First Congregational Church, Westfield Mass

The First Congregational Church and the old Town Hall in Westfield, around 1892. Image from Picturesque Hampden (1892)

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The buildings in 2015:


The scene at the rotary in downtown Westfield is very different from over 120 years ago, but several historic buildings have survived, including the First Congregational Church and the Town Hall.  The Town Hall in the foreground is actually the older of the two, having been built in 1837.  It served a variety of roles since then, first as a town hall and later as a city hall, when Westfield was incorporated as a city in 1920.  However, it was also used for high school classrooms from 1855 until around 1868, and later as a police station and district court.  It was used as city hall until 1962, when the city offices were moved up Broad Street to the former State Normal School building.  The building has seen some changes over the years, with the most obvious being the removal of the cupola, which happened in 1912.  However, it otherwise retains much of its historic exterior appearance, and today it is used as offices for a mental health agency.

Beyond the old Town Hall is the First Congregational Church.  The original church was established in 1679, with Edward Taylor serving as the town’s first pastor.  He had first come to Westfield in 1671 and began serving as pastor before the church was formally established, and he would continue until his death in 1729 at the age of 87.  However, today he is probably best known as one of the first American poets, although his works weren’t published until over 200 years after his death.

His original church building is long gone, and the one that stands on the site today was built in 1860.  The original steeple was destroyed in a storm in 1886, and I’m not sure if the first photo was taken before or after that.  It was published in 1892, but the photo itself could date to much earlier than that. According to the Massachusetts Historical Commission, “Several smaller steeples were in use until 1962 when a tall steeple was erected similar to the original one.”  The steeple in the first photo doesn’t appear to be a “small steeple,” yet the present-day one also doesn’t bear much resemblance to the first one, so I’m not sure which one is shown in the first photo.  In any case, though, otherwise the brick exterior of the church is well preserved, and it continues to be used by the same congregation that Edward Taylor began serving in 1671.

Green District School, Westfield Mass

The Green District School in Westfield, at the corner of Washington and School Streets, probably around 1892. Image from Picturesque Hampden (1892)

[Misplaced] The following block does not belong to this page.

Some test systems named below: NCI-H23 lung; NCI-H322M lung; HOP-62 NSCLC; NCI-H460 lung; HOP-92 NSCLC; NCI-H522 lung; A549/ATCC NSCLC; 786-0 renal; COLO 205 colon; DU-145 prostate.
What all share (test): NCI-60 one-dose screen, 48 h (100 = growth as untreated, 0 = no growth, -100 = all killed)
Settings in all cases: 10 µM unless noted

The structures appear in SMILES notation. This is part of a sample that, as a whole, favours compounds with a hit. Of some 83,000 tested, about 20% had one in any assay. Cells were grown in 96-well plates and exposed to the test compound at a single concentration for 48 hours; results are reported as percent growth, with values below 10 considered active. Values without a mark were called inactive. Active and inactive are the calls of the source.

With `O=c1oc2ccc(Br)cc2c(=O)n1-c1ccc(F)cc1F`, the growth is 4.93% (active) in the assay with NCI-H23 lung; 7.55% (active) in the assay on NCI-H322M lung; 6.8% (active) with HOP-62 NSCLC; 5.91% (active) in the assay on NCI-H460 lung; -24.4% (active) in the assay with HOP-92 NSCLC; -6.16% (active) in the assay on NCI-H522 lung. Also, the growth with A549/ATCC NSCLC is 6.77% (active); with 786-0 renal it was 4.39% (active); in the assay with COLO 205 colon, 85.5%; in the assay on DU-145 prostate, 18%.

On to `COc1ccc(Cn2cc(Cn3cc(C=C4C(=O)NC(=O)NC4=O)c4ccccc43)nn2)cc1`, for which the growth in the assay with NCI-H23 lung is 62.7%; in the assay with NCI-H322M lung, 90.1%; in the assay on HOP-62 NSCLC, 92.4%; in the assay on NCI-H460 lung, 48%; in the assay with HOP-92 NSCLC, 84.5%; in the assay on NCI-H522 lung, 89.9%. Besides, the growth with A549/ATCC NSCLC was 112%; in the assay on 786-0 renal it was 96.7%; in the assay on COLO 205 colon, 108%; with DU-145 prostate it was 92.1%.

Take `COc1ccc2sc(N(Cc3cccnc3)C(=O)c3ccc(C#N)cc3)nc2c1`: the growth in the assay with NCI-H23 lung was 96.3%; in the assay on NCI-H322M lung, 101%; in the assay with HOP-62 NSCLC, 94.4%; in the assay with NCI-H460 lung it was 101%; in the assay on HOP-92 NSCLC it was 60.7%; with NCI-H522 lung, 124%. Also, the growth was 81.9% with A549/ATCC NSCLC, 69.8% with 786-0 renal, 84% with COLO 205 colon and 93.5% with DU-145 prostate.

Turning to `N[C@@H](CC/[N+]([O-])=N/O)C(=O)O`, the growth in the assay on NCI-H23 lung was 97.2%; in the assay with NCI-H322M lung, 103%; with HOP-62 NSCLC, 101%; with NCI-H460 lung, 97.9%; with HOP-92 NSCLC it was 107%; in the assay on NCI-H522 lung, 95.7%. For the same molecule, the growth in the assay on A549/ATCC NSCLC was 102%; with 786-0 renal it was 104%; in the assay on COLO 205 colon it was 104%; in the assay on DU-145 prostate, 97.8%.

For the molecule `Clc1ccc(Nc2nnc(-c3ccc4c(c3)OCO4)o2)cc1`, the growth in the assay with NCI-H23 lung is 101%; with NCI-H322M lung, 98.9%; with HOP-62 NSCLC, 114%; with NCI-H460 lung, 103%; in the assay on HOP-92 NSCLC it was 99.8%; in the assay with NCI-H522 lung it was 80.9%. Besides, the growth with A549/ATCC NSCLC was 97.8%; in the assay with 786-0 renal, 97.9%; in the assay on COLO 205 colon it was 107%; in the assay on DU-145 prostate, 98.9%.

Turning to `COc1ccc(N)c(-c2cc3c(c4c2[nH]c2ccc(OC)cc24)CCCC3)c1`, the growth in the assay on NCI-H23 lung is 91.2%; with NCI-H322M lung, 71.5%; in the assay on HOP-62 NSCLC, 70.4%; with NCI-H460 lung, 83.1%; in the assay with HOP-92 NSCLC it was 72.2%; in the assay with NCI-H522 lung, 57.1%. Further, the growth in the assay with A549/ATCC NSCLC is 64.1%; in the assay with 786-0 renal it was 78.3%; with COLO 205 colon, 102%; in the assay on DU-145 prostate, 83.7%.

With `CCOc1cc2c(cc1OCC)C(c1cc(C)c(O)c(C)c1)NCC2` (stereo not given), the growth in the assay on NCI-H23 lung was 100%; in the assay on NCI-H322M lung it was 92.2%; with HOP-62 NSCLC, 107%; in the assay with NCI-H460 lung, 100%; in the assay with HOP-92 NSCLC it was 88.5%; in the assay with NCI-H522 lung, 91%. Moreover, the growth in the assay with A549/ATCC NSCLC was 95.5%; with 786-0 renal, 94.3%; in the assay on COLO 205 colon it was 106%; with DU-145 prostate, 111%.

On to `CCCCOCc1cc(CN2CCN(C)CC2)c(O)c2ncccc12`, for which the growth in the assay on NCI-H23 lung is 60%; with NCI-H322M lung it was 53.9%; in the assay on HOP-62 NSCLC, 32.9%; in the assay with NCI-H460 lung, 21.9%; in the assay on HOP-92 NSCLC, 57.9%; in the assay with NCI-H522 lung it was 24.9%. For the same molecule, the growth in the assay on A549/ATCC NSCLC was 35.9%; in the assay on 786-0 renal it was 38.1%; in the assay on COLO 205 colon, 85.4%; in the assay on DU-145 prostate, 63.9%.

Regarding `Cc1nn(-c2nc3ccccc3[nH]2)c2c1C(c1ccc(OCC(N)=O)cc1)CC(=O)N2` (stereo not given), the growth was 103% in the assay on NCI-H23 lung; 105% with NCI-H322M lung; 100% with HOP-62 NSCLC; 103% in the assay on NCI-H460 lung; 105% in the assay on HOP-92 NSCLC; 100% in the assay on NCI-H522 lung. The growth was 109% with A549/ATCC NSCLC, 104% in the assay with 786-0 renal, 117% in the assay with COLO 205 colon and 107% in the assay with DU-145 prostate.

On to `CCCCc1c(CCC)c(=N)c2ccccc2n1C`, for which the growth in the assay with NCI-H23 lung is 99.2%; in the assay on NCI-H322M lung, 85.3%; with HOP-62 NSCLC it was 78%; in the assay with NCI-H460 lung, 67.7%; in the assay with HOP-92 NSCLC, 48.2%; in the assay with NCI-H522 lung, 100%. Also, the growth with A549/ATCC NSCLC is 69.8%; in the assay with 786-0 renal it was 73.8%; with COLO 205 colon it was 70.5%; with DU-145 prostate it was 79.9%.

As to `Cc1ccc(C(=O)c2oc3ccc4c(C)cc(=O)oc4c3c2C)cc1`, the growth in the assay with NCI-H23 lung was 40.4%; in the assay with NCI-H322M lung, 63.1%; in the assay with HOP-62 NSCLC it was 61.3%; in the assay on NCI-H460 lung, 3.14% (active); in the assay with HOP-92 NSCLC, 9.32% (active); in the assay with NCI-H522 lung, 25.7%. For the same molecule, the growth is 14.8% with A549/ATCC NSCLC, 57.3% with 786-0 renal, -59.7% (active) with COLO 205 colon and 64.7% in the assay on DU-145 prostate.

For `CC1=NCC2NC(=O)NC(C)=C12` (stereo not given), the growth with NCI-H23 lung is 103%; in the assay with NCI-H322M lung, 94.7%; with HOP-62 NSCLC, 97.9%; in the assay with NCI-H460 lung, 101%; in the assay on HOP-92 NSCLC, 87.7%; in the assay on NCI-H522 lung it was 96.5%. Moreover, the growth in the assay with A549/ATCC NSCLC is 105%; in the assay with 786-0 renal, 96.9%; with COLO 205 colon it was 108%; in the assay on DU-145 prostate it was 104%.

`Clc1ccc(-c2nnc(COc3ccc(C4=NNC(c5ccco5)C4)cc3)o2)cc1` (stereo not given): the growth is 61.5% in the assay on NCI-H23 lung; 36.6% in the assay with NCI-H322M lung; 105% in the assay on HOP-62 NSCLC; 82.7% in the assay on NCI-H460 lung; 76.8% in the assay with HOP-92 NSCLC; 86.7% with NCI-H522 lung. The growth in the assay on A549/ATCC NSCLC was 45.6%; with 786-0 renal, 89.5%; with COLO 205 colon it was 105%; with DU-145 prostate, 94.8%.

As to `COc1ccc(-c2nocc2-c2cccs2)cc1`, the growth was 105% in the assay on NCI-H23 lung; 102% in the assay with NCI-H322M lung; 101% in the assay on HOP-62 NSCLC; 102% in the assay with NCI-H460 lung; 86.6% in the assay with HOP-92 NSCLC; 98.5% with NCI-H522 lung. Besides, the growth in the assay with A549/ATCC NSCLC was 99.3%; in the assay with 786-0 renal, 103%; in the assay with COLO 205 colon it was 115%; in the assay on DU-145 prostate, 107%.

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The location in 2015:

The Green District School was a public school in Westfield, but for a time it was also used as the observation school of the Westfield Normal School, located directly across School Street and visible in the background in the first photo.  Here, prospective teachers at the Normal School could get in-classroom experience analogous to present-day student teaching.  The Normal School later built their own training school in 1900, on the spot of the old Normal School building.  This building is still there today, in the background of the 2015 photo.  The Green District School continued to be used as a public school long after its affiliation with the Normal School ended, but today the Westfield Police Department headquarters occupies the school’s former location.

Normal School, Westfield Mass

Westfield Normal School at the corner of Washington and School Streets in Westfield, around 1892. Image from Picturesque Hampden (1892)

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The scene in 2015:

The present-day Westfield State University has gone through a number of changes in name and location since it was founded in Barre, Massachusetts in 1838 as a training school for teachers. In 1844, the school moved to Westfield, becoming the Westfield Normal School. Two years later, the building in the first photo was completed, and it housed the school for the next 46 years, until a new, larger school building was constructed nearby on Court Street. During the time that this building was in use, its notable graduates included geneticist Nettie Stevens and Cabinet secretary George B. Cortelyou, who served as Secretary of Commerce and Labor, Postmaster General, and Secretary of the Treasury during Theodore Roosevelt’s administration.

When the school relocated to the Court Street building in 1892, the old building here was demolished and in 1900 replaced with the State Normal Training School.  From then until 1956, this school was used to train prospective teachers from the Normal School, and it was later used by the City of Westfield as a regular elementary school.  Today, the building has been renovated into apartments for students at Westfield State University, which is now located several miles west of downtown.